What strange thing links these two dead people?
Some conspiracy theorists think they're both still alive.
One reason is that it's difficult to change the belief of someone who believes in a conspiracy theory.
Normal logic doesn't quite apply. Those who want to believe will believe even if two of their beliefs contradict each other.
A study by University of Kent psychologists found that the same people who believed that Princess Diana was assassinated in a plot by the intelligence service were also the ones who believed she might have faked her own death.
And people who believed that Osama bin Laden was dead before he was officially declared dead were also the ones who believed that he was probably still alive.
What's going on here? How can these people believe two things that are mutually exclusive?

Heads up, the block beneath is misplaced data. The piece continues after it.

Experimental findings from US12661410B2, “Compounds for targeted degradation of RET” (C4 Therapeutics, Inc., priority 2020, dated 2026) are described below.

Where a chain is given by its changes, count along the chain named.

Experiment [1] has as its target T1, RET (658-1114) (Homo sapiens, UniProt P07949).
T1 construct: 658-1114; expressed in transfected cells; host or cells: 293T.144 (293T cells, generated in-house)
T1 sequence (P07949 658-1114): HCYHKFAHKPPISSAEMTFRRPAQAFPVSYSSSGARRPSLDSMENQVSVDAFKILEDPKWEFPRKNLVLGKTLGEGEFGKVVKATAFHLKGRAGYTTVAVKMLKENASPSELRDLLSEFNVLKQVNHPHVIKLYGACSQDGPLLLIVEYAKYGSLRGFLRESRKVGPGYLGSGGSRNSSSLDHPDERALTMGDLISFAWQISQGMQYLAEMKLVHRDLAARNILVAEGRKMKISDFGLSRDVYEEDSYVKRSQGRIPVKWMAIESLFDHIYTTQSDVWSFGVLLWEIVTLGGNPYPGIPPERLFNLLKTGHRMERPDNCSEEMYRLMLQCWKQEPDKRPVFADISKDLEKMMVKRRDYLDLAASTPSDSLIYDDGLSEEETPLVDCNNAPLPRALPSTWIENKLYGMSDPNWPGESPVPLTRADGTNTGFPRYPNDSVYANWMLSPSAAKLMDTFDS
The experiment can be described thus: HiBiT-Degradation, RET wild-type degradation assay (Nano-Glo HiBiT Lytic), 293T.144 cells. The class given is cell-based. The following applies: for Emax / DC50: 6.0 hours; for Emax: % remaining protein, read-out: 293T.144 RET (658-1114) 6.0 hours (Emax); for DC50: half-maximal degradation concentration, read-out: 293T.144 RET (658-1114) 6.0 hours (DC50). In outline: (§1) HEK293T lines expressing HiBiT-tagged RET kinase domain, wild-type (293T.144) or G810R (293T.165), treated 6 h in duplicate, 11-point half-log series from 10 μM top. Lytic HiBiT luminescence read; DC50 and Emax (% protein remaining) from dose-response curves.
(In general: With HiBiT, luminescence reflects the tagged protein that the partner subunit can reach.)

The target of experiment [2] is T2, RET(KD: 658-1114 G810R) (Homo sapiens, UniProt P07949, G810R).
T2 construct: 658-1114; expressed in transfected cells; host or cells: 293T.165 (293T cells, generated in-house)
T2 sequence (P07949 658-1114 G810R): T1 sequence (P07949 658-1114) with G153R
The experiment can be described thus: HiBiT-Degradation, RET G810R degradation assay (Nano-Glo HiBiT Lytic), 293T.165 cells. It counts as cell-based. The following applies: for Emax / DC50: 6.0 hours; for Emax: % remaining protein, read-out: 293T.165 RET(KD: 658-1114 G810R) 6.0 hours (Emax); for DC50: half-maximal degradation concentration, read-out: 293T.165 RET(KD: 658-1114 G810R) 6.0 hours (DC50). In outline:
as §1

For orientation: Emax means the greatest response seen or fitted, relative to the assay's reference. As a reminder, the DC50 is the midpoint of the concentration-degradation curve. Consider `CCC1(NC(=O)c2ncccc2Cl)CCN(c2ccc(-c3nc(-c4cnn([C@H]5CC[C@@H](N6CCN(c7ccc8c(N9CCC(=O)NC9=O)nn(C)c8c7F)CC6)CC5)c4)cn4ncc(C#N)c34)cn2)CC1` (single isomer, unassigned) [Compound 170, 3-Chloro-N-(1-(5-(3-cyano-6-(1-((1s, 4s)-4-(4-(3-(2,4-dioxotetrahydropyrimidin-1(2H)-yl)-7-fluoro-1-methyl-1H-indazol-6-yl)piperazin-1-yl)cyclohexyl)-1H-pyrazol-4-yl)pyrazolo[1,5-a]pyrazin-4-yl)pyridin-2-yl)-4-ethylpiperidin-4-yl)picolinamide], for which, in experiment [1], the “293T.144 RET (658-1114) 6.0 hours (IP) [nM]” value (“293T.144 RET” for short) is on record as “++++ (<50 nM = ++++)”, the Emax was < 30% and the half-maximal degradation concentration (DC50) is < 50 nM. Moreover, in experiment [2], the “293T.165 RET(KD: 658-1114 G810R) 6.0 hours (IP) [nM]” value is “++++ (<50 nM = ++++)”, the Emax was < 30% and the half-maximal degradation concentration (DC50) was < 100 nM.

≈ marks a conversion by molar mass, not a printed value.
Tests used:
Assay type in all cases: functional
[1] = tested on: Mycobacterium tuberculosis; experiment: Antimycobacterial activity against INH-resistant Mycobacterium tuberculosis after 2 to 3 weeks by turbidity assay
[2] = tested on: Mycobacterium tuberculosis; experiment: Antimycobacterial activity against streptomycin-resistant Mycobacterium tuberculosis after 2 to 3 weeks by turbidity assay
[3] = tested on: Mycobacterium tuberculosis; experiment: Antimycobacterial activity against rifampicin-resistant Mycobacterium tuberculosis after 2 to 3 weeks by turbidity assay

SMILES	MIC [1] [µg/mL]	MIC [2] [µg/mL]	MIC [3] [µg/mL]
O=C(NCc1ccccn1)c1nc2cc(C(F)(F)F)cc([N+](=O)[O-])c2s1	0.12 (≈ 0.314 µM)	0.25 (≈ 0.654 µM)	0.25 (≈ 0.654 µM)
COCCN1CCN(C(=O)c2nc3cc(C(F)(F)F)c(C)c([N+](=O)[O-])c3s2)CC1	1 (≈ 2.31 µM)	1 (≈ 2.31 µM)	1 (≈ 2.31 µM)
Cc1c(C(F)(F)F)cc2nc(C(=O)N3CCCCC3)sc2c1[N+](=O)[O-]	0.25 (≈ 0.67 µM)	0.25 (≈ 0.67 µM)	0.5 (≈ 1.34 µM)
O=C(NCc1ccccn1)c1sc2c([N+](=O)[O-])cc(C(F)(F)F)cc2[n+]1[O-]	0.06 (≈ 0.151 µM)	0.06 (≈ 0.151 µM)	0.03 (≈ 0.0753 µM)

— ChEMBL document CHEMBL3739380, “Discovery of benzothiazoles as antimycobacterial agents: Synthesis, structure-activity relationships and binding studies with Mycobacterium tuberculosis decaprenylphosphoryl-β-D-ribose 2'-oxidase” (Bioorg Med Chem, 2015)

It actually makes sense - if you're someone who believes that authorities (like the government) are deceptive and lying to you, you're going to choose to not believe those authorities, no matter what they say.
As the authors of the study say: "Any official explanation is at a disadvantage, and any alternative explanation is more credible from the start."
In other words, if you don't trust the source, why would you believe anything it says?
- Research from the U.K.'s University of Kent shows that a strong distrust of authorities can lead people to embrace just about anything. Study of the Day: Conspiracy Buffs Will Believe Even the Impossible, The Atlantic>>
- Dead and Alive: Beliefs in Contradictory Conspiracy Theories (Opens PDF directly), Social Psychological and Personality Science, Sage Publications>>